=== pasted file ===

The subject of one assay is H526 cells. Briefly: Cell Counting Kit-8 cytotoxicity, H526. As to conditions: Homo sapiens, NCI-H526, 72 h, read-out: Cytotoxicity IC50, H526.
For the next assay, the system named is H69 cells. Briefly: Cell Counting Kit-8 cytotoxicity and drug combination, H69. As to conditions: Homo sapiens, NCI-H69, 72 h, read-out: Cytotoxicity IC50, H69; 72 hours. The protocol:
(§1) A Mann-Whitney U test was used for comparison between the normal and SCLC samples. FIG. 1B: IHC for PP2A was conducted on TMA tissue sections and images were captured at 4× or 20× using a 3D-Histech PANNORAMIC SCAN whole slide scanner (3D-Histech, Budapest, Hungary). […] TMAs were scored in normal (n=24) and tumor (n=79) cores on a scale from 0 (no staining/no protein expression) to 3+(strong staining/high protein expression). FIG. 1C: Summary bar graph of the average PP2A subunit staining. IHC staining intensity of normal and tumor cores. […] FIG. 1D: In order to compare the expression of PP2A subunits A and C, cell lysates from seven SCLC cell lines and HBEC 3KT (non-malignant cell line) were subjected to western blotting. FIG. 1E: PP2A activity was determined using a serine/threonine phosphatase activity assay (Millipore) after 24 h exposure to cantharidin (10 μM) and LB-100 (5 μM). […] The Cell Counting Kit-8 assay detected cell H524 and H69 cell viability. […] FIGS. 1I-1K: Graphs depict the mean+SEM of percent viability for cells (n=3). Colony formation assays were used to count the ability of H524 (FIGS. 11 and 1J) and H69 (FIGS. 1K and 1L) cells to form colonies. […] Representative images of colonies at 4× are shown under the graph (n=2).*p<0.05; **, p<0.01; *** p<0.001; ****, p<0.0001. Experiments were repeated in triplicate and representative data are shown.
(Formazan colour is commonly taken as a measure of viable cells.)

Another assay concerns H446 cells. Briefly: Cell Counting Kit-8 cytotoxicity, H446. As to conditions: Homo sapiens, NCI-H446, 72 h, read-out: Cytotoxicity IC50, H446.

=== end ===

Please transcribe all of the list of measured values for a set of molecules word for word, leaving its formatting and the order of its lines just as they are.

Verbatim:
The subject of one assay is H526 cells. Briefly: Cell Counting Kit-8 cytotoxicity, H526. As to conditions: Homo sapiens, NCI-H526, 72 h, read-out: Cytotoxicity IC50, H526.
For the next assay, the system named is H69 cells. Briefly: Cell Counting Kit-8 cytotoxicity and drug combination, H69. As to conditions: Homo sapiens, NCI-H69, 72 h, read-out: Cytotoxicity IC50, H69; 72 hours. The protocol:
(§1) A Mann-Whitney U test was used for comparison between the normal and SCLC samples. FIG. 1B: IHC for PP2A was conducted on TMA tissue sections and images were captured at 4× or 20× using a 3D-Histech PANNORAMIC SCAN whole slide scanner (3D-Histech, Budapest, Hungary). […] TMAs were scored in normal (n=24) and tumor (n=79) cores on a scale from 0 (no staining/no protein expression) to 3+(strong staining/high protein expression). FIG. 1C: Summary bar graph of the average PP2A subunit staining. IHC staining intensity of normal and tumor cores. […] FIG. 1D: In order to compare the expression of PP2A subunits A and C, cell lysates from seven SCLC cell lines and HBEC 3KT (non-malignant cell line) were subjected to western blotting. FIG. 1E: PP2A activity was determined using a serine/threonine phosphatase activity assay (Millipore) after 24 h exposure to cantharidin (10 μM) and LB-100 (5 μM). […] The Cell Counting Kit-8 assay detected cell H524 and H69 cell viability. […] FIGS. 1I-1K: Graphs depict the mean+SEM of percent viability for cells (n=3). Colony formation assays were used to count the ability of H524 (FIGS. 11 and 1J) and H69 (FIGS. 1K and 1L) cells to form colonies. […] Representative images of colonies at 4× are shown under the graph (n=2).*p<0.05; **, p<0.01; *** p<0.001; ****, p<0.0001. Experiments were repeated in triplicate and representative data are shown.
(Formazan colour is commonly taken as a measure of viable cells.)

Another assay concerns H446 cells. Briefly: Cell Counting Kit-8 cytotoxicity, H446. As to conditions: Homo sapiens, NCI-H446, 72 h, read-out: Cytotoxicity IC50, H446.